The more I go into Genea, the more I appreciate what a wonderfully well-oiled machine that place is. It is just run like clock-work and all the nurses and women working in there are so gentle and friendly and sweet. I must’ve been VERY unlucky with my first consultation visit there (months ago now) and definitely got a bad first impression. That made me incredibly apprehensive about continuing this process at Genea but honestly, I’m so glad I did because they’re fantastic.
I was seen very quickly and was in and out in 10 minutes. I’m so lucky I live close by. It must be so annoying to travel long distances on public transport for a 5 minute appointment only to have to turn around and go back again.
I always feel funny and light-headed if I don’t eat after a blood test so after Genea I had a good feed on the greatest corn fritters at Kafeine in Balmain. I came home with a plan to get stuck into my uni work (assignment due in 2 days arrhhhh) but pretty much as soon as I got in the door, that fatigue hit me like a tonne of bricks again. I listened to my body, surrendered and went back to bed.
Before I go on, let me explain the two injections in the way that I was able to understand them because I literally only just worked this out due to too much science talk and weird confusing packaging and not enough plain english and good analogies…
You get given two kinds of injections in your Genea party bag to take home with you. You give yourself one or both of these injections every day until it’s time to go and have your little procedure to collect all your eggs and pop them in the freezer.
The first injection is called Gonal F or ‘FSH’ as you’ll hear the doctors and nurses call it. FSH stands for Follicle Stimulating Hormone. Its job is pretty self-explanatory – to stimulate lots of follicles to produce and grow in your ovaries so that when harvesting comes around, you’ve got a whole bunch there, instead of just one. Not all follicles contain eggs though, which is why it’s important to have lots to choose from. Think of your ovaries as those pretty japanese bowls at sushi train and the egg as the edamame bean and the follicle as the green pod surrounding the bean. When you hit up sushi train and tuck into that edamame in those cute little bowls, not every pod has a delicious shiny green jewel in there waiting to be gobbled up. (Life is cruel!)
While you’re taking Gonal F, your hormones be goin’ crazy like “quick let’s pump this bitch’z sushi bowls with as many edamame beans as possible!” That’s why it’s totally normal and expected for you to feel a whole range of different things at this time. Your body is working in overdrive and your hormones are more jacked up than every dude from Geordie Shore combined during a pre-clubbing workout. THAT’S VERY JACKED!
Every woman is unique so our symptoms and side effects from the hormone injections will all be different. Some may have no side effects, others may have loads. So far, I have experienced extreme fatigue and some mild nausea but no pain at all (considering I have Endo I thought the injections might stimulate growth of the Endo and I’d be in agony but not a pinch so far!)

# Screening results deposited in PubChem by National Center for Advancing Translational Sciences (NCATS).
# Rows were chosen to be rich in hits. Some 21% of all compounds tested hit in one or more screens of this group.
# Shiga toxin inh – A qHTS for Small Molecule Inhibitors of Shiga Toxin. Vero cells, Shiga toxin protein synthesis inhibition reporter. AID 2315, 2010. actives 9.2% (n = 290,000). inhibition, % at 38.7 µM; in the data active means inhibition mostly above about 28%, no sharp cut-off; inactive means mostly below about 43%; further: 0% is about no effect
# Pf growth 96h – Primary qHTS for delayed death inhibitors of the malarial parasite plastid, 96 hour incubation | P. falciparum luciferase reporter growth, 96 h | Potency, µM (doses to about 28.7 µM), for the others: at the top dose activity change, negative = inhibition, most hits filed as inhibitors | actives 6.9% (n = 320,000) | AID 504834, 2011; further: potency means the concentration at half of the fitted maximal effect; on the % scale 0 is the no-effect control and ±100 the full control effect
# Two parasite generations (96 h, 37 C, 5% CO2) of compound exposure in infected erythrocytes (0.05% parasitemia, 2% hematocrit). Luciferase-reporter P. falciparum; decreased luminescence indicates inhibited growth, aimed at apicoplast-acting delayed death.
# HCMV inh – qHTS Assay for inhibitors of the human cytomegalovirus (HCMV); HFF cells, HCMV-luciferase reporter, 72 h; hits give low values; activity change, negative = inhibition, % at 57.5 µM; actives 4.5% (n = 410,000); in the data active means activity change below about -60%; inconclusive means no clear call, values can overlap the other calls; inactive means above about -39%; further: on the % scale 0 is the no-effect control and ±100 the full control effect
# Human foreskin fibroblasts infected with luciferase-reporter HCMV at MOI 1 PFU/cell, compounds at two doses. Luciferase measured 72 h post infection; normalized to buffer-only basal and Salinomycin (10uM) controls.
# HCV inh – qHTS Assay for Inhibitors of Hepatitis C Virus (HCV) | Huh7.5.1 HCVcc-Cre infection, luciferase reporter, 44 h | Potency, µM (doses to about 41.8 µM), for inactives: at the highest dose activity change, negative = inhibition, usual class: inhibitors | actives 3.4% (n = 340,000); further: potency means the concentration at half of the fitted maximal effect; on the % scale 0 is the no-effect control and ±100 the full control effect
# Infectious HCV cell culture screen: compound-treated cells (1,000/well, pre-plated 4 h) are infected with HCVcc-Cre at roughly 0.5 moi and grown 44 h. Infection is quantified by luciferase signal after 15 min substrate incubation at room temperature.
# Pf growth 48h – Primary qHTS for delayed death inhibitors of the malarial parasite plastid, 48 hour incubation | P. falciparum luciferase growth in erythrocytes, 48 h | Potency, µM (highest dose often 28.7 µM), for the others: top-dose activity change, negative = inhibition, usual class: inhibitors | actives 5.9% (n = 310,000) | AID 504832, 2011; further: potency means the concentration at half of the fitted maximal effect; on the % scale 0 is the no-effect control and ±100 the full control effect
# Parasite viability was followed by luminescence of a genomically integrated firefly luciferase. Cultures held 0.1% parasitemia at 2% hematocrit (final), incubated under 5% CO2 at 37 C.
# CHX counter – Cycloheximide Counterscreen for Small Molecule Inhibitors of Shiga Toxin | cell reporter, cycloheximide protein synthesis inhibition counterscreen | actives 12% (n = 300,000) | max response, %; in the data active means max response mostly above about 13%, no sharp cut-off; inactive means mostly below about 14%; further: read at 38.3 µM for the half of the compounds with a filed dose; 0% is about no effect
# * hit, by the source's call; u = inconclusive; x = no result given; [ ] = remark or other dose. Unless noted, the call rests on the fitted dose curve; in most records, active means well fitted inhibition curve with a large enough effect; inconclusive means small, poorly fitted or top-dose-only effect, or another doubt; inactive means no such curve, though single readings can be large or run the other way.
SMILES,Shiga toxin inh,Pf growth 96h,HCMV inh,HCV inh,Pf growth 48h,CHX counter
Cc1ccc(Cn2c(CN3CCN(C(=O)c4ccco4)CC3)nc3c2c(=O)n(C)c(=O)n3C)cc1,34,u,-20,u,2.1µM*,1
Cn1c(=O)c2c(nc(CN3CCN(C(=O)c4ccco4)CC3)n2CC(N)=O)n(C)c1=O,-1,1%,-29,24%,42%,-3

The other injection is Cetrotide – the antagonist. Who the hell is supposed to know what the fuck an antagonist is?! Seriously. This was assumed knowledge when I had that first awful consultation at Genea and a big part of the problem why this process can be so confusing. For normal humans without a scientific background: An antagonist medication stops something from working – which in this case means it stops the Gonal F from generating more follicles, stops you from ovulating and prevents the eggs from being released. Think of it this way – if all the eggs and follicles were realeased from your ovaries, then there’d be nothing to collect! That’s why you need the Cetrotide.
Generally, (we’re all different) you have the Gonal F injections every day from Day 1 to Day 5 or 6. For some reason, my body has responded very quickly to the Gonal F. My blood test this morning showed that my oestrogen had sky rocketed so even though it’s only Day 3, I now need to get started on taking the Cetrotide in order to counteract the Gonal F and lower those oestrogen levels. If I didn’t do this, I’d be at risk of something very rare but dangerous called ‘Ovarian Hyperstimulation Syndrome’. Because Genea keep such close tabs on you, cases of this are extremely rare because you’re always being checked, monitored and well-looked after.
So, after getting off the phone, I cracked open a box of Cetrotide and gave myself the injection. This one’s a little different to the others. I had to carefully lay out all the needles and jars and alco-swabs and read the instructions a few times to be sure I knew what I was doing before I injected, but after you’ve done it once, it’s easy. Not sure what it was about this injection but I certainly felt the immediate effects from this one. Shortly after I’d injected myself, I felt quite woozy, nauseus and just odd. Then hormotional Syl came outta nowhere and I was overcome with I don’t even know what – but I cried. Big heavy sobs.
Once that was over, all I wanted to do was pull the doona over my head and go back to sleep but I had a meeting at uni to work on an assignment so I was forced to get out of my trackies and put my game face on. I’m not in the business of being a martyr or keeping any of this a secret, so I warned my study buddy that I felt like crap and explained to him what I was going through. He was wonderful and emotionally held me up while I struggled to make sense of anything I was reading or typing for the next 3 hours. In all honesty, I was pretty useless. I felt sick, tired and my vision was blurring. By 6pm I was shattered and we called it a day. I tried really hard to work but my concentration was terrible and I could barely string a sentence together. It felt like my brain was filled with fairy floss and I’d just woken up from an anesthetic.